With Apologies....is Black Pudding really that good?

hertamaniac

DIS Veteran
Joined
Feb 9, 2017
Recently sailed on an international cruise and had my first exposure to black pudding. I must say, it was so scrumptious that I had multiple portions on multiple days.

Does anyone know what is traditionally included in the recipe?
 

onestitchloose

Mouseketeer
Joined
Aug 18, 2015
If you ever get a chance, try stornoway black pudding. It really is out of this world.

I’m a bit dubious about black pudding outside Scotland though as it never usually tastes like the real thing.

Glad you enjoyed it!
 

Daisyde-lites

Earning My Ears
Joined
Oct 2, 2016
I don't think you would want to know what's in it! and it's not the easiest thing to make yourself, but I agree tastes delicious
 
  • Jon84

    wdwaddictuk
    Joined
    Jun 30, 2015
    Recently sailed on an international cruise and had my first exposure to black pudding. I must say, it was so scrumptious that I had multiple portions on multiple days.

    Does anyone know what is traditionally included in the recipe?
    The main turn off is the Pigs Blood :sad2:
     

    hertamaniac

    DIS Veteran
    Joined
    Feb 9, 2017
    I love Black Pudding, I never think about whats in it, If I did I wouldnt eat most things:rotfl2:
    It was SO good though. I only tried it to see what it tasted like and the consistency and, based on that alone, it was one of the best breakfast items I've ever had.
     
  • P800aul

    Mouseketeer
    Joined
    Oct 30, 2011
    Hi

    Like sausages you never ask whats in Black Pudding, just be happy that you like it and I#m sure it's good for you.

    By the way we call sausages "mystery bags"
     

    BadPinkTink

    DIS Veteran
    Joined
    Mar 13, 2015
    Black pudding and its counterpart, white pudding are meat based products, made with blood and offal, fillers such as breadcrumbs and rusks, herbs, spices and other flavourings.

    They are mainly a breakfast item, served as part of a fried breakfast, along with eggs, bacon, sausages etc. Different regions and areas in UK and Ireland have their own variations of the breakfast fry.

    Black and white pudding may also be served in an all day breakfast or mixed grill, for lunch or dinner.

    Like sausages, you can get the mass produced brands in supermarkets which have ranges from the cheap and cheerful to premium. Usually the cheaper the brand, the more fillers such as breadcrumbs are used and the flavouring , herbs and spices would be of the low quality. Then you have the fresh made in butchers and fine dining restaurants which would be made using more high quality ingredients to unique and individual recipes.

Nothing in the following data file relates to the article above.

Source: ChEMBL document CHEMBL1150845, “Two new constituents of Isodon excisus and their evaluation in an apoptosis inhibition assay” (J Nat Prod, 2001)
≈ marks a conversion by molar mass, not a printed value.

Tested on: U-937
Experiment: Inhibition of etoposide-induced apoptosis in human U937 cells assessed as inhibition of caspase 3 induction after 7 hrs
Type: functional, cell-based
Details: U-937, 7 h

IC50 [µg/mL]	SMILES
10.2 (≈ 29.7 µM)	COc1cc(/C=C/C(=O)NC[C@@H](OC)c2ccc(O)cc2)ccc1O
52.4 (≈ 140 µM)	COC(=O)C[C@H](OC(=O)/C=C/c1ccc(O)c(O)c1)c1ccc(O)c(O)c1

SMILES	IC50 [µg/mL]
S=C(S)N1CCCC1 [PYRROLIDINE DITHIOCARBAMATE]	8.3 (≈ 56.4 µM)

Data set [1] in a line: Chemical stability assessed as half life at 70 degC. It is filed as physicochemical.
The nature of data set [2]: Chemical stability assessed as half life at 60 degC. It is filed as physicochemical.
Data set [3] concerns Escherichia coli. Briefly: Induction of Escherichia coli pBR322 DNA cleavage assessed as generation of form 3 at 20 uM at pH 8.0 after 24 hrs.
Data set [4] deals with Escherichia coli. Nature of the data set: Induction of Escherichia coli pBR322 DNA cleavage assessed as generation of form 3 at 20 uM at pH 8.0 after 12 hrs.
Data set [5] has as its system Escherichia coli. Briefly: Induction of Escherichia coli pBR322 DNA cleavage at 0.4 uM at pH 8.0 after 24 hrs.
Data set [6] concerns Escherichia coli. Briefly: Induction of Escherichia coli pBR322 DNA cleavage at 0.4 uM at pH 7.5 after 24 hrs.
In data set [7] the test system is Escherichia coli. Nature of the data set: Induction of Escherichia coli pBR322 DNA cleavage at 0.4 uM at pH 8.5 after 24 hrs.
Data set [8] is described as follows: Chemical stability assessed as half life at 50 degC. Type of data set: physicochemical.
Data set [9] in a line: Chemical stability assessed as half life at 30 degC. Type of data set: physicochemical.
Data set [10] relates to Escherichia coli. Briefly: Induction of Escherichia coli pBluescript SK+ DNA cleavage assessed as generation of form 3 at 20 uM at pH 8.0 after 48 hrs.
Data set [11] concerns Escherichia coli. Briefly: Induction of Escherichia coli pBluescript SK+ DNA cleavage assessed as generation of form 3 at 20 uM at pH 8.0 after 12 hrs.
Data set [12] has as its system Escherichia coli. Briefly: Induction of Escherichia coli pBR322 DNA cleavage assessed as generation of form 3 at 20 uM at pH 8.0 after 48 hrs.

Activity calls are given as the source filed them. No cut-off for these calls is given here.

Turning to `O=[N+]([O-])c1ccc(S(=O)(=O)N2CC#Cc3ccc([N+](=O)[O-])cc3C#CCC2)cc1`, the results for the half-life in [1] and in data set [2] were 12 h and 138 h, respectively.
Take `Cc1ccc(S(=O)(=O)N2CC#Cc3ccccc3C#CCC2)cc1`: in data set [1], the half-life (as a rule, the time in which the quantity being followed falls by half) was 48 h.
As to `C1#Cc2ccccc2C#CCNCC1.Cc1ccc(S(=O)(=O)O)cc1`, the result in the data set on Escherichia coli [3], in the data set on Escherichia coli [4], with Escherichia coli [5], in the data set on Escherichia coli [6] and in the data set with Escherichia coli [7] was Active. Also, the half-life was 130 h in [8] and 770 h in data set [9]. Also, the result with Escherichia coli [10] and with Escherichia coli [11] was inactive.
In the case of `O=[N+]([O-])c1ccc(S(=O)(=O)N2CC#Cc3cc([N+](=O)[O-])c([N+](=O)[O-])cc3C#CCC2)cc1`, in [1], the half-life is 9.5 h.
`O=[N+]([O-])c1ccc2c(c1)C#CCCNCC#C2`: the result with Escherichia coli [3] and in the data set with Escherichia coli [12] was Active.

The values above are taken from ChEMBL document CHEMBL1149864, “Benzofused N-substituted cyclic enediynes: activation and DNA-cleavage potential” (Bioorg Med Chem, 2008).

Again like sausages, peoples preference usually reflect the brand or type they can afford, and can easily buy.

    In Ireland, the two most popular brands availalable to buy in supermarkerkets are

    Denny Black Pudding, 199g roll costs €1.59 approx
    Proper-20Black-20Pudding.png
    Product details and ingredients and for the squeemish, the ingredient list is family friendly :) https://www.tesco.ie/groceries/Product/Details/?id=261155273

    Clonakilty Black Pudding, 280g roll costs approx €2.70
    IDShot_225x225.jpg
    Product details and ingredients and for the squeemish, the ingredient list is family friendly :) https://www.tesco.ie/groceries/Product/Details/?id=250221200

    Cooking Instructions
    Black pudding is sold raw, like sausages
    Remove the packaging and cut into 2cm slices

    Cooking Method: Grill

    Place sliced pudding on a rack in a preheated grill and cook on a high heat for approximately 4 minutes on each side.

    Cooking Method: Shallow Fry
    Heat a small amount of oil on a frying pan and cook on a high heat for approximately 4 minutes on each side and turn occasionally.

    It is not suitable for microwave cooking
     
    Last edited:
  • wifey

    DIS Veteran
    Joined
    May 7, 2005
    The best black pudding I have ever eaten have been made by independent butchers and goodness me they were delicious.. DH isn’t keen but I love it. It stems from old recipes that household cooks would buy from the butchers shop they used to use to make sure every part of an animal that was slaughtered was used as much as possible.. although saying that I can’t abide tripe🤮that’s just nasty and stinks so bad that rotten eggs smell better.
     

    BingoJoe

    Mouseketeer
    Joined
    Jun 20, 2018
    If you ever get a chance, try stornoway black pudding. It really is out of this world.

    I’m a bit dubious about black pudding outside Scotland though as it never usually tastes like the real thing.

    Glad you enjoyed it!
    Black pudding isn't even a Scottish food! It is from Lancashire in England.
     

    MickyLynn

    Mouseketeer
    Joined
    Apr 5, 2019
    Black pudding and its counterpart, white pudding are meat based products, made with blood and offal, fillers such as breadcrumbs and rusks, herbs, spices and other flavourings.
    B/W puddings are kind of like...British scrapple.
     



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